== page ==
H. reverchonii var. serpyllifolia, winter leaves, 31 Jan. 2013 [Hays Co.]

Seasonal Dimorphism as Differentia in the Hedeoma drummondii Complex
by Bob Harms  email-here

As early as October in Central Texas plants of the Hedeoma drummondii complex develop clusters of villous shoots at the base of stems which have lost their lower leaves (but which still have leaves and flowers higher up)[for October images]. These shoots continue to develop through the winter months, often forming dense clumps.

Click for enlargement

14 Oct. 2010, Hays Co.

12 Dec. 2012, Travis Co.

8 Oct. 2012, Travis Co.

16 Oct. 2010, Hays Co.

26 Jan. 2013, Hays Co.
H. drummondii H. reverchonii var. reverchonii H. reverchonii var. serpyllifolia

H. reverchonii var. serpyllifolia, winter leaf 'clumps,' 18 Jan. 2013 [Hays Co.]

The fall/winter (perhaps ‘cold–season’ would be a more appropriate term) shoots differ in several respects from those in the regular growth season.

The above images and descriptions demonstrate the distinctive nature of the cold-season shoots,
with both varieties of Hedeoma reverchonii being clearly different from Hedeoma drummondii.

H. reverchonii
Leaves broadly elliptic, average L/W ratio 1.9:1 (var. serpyllifolia), 2.3:1 (var. reverchonii);
Longest hairs ≥ 0.7 mm;
Hairs spreading on leaf surfaces and stems;
Density of glands on leaf surfaces less than with spring/summer leaves(significantly less with H.r. var serpyllifolia);
Weak camphor/lemon scent.
H. drummondii
Leaves elliptic, average L/W ratio 4.5:1;
Longest hairs < 0.6 mm;
Hairs curved upwards on leaf surfaces and curved downwards on stems;
Density of glands on leaf surfaces similar to that of spring/summer leaves;
Strong peppermint scent.

Seasonal dimorphism in the Hedeoma literature.

The first suggestion of seasonal dimorphism was given by C. Epling & W.S. Stewart (A revision of Hedeoma, 1939), who noted variability among herbarium specimens of Hedeoma drummondii and attributed this in part to "the age of the plant", including:

Late in summer, apparently after summer rains, sprouts may occur at the base of the plant, the leaves of which are densely villous.... (p. 36)

Although it is difficult to evaluate their specific observation, my own observations do not support their suggestion that the fall/winter shoots resulted from rainfall. I first noticed and documented this phenomenon in mid October 2010, a period of extreme drought. There was no significant rainfall after Sept. 9, no rain at all in October 2010. Wikipedia notes:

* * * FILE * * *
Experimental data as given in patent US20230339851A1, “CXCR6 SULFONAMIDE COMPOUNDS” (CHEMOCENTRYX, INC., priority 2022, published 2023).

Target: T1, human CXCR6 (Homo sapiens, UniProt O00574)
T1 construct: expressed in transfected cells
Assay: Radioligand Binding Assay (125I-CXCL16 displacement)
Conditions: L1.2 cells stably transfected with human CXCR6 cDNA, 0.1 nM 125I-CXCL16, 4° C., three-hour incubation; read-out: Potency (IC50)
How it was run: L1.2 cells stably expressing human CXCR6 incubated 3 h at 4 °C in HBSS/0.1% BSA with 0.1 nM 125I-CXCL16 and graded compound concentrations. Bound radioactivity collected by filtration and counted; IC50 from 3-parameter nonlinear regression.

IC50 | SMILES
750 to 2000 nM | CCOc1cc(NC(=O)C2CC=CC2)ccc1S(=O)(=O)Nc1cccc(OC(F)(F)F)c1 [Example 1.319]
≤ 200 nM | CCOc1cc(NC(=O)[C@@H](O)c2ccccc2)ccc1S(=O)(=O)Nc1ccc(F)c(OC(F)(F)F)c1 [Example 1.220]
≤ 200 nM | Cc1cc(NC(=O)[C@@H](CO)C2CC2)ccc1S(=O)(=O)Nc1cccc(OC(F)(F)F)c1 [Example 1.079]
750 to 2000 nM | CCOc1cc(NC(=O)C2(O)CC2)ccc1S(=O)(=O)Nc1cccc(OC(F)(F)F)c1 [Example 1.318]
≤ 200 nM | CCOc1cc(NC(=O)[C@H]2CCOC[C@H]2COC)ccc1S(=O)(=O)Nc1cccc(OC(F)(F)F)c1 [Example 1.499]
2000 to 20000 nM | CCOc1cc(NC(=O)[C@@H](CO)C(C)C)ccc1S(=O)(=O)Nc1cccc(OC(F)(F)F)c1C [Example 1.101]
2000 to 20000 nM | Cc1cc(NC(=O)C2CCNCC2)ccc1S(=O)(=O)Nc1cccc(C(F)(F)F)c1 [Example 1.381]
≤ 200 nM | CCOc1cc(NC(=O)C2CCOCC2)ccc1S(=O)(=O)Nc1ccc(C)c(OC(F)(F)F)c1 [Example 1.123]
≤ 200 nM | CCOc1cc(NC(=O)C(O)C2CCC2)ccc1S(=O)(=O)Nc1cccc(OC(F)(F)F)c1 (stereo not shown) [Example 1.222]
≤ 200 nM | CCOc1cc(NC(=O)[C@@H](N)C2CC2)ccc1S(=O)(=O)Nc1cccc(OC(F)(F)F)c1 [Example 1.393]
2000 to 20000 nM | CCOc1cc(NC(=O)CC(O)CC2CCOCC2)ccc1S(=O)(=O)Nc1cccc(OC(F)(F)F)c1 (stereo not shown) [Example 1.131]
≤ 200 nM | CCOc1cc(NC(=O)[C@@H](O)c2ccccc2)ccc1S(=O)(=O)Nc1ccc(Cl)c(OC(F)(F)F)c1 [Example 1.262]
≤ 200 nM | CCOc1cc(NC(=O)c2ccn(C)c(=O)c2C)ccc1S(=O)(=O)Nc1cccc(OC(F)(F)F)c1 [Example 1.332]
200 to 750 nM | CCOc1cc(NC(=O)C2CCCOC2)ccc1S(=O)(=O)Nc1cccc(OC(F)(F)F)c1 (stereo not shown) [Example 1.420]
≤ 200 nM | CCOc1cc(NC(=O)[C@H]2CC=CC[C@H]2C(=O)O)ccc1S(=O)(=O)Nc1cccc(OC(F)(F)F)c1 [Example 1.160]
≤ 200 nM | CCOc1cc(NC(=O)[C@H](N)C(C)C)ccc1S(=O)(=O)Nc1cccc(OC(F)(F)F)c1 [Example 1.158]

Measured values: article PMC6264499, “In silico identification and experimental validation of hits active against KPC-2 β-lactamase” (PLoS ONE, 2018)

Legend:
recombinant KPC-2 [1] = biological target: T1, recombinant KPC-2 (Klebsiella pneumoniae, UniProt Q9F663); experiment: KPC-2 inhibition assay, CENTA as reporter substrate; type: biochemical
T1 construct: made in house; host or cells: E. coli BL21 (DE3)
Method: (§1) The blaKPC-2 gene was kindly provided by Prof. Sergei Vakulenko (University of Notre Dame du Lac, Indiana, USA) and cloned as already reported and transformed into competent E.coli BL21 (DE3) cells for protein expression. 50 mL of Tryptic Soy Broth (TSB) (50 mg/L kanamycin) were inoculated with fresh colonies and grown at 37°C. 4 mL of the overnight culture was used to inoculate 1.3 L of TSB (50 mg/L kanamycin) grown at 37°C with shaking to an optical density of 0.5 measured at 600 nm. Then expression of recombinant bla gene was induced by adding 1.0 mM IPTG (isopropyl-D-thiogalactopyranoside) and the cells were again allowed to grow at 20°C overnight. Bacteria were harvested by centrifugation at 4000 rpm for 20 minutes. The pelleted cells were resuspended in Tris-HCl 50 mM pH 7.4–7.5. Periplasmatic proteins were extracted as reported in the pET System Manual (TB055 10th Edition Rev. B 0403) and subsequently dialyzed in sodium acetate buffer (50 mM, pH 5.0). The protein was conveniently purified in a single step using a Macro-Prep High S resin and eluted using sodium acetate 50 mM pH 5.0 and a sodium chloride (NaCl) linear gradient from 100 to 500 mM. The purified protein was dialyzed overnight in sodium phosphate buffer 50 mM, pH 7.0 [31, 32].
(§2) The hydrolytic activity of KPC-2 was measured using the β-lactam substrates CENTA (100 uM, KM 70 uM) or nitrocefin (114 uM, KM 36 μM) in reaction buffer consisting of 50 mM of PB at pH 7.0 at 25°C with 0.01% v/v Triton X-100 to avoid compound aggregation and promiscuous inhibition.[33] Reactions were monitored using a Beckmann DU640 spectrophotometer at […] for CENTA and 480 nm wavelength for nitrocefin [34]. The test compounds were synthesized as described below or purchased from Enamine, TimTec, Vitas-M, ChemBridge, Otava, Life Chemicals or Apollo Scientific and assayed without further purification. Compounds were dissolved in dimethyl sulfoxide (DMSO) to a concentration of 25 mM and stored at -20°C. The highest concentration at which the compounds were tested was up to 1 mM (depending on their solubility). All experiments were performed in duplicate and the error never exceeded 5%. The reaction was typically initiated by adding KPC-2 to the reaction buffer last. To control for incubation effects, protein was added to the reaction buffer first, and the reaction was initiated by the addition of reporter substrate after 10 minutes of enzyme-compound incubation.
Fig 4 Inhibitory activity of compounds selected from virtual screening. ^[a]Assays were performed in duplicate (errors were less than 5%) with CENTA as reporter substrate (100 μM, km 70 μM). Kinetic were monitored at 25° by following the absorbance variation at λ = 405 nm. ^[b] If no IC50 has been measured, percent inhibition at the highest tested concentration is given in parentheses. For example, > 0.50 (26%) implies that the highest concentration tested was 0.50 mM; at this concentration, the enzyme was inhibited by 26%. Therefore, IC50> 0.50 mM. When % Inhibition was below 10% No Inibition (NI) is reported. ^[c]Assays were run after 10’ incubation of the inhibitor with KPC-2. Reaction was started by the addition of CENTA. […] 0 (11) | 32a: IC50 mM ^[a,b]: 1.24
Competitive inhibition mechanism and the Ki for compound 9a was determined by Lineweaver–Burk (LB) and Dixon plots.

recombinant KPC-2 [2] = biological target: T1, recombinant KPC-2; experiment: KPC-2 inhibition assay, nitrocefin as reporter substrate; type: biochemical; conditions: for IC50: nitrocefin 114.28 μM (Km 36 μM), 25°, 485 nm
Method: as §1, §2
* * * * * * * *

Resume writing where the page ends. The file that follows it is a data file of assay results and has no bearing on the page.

From October 2010 through September 2011, Austin had the least rainfall since the 1950s. This was a result of La Niña conditions in the eastern Pacific Ocean where water was significantly cooler than normal.
And the very same plants have produced shoots at the base of the stem in October of 2011 & 2012, which have persisted through early spring. The apparent mystery regarding seasonal dimorphism may in part stem from the tendency to base studies on herbarium materials (as noted by Epling & Stewart) together with the general lack of fall and winter collections of plants not in bloom. TEX/LL herbaria have 442 collections of the H. drummondii complex, but only 16 from the period October—February, most from October with plants in bloom. I was able to inspect 15 of these (one not locatable) and all 15 specimens exhibited the winter dimorphism described here. Moreover, there were 12 cold season collections for the western H. mollis, H. nana & H. plicata, and these too had basal shoots with greater pubescence and slightly different form.

Later, R.S. Irving, in his excellent 1968 dissertation, seems to focus solely on ontogenetic rather than seasonal differences, noting a different form of ‘juvenile’ leaf — but he does not clearly develop ontogenetic aspects of his study:

[as a feature of all Hedeoma species, p. 10]
In all species the juvenile foliage is smaller than the adult. In a number of taxa the juvenile leaves are also markedly different in pubescence, shape, and margin features.

[Note: It is unclear whether Irving's use of ‘juvenile’ was intended to include the seasonal forms noted here. He did work with greenhouse materials and he obviously did observe actual juvenile development. But he also both contributed and annotated October collections with basal formations. As to size, his comment is accurate for the emerging winter leaves in those October collections he examined. But it does not correctly describe later growth of the seasonal leaves, which increase in size over the winter, often exceeding the size of residual fall leaves in the upper branches.]

[within the H. drummondii complex]
The initial or juvenile leaves of the plants are densely hirsute pubescent. (p. 150)

[Note: It is unclear whether ‘or’ here implies a distinction between ‘initial’ and ‘juvenile’ or does it equate the two terms.]

Juvenile foliage densely and evenly villous pubescent, otherwise a diminutive of adult. (p. 258)

[Note: This would not be correct as concerns the relationship between adult and winter leaves. Nor is it correct for the first true leaves of seedlings. For a greenhouse seedling.]

On one of his October collections (R.S. Irving 739, Oct. 1, 1966, Travis Co.) with winter leaves (shown below) — which I would consider a perennial feature — he notes: "Plants typical Drummondii but seemingly annual here." This would seem to support the view that he considers the October growth to be ‘juvenile’ rather than seasonal.

H. drummondii, R.S. Irving 739, Oct. 1, 1966, Travis Co.

Plant Resources Center Home PageFlora of TexasHedeoma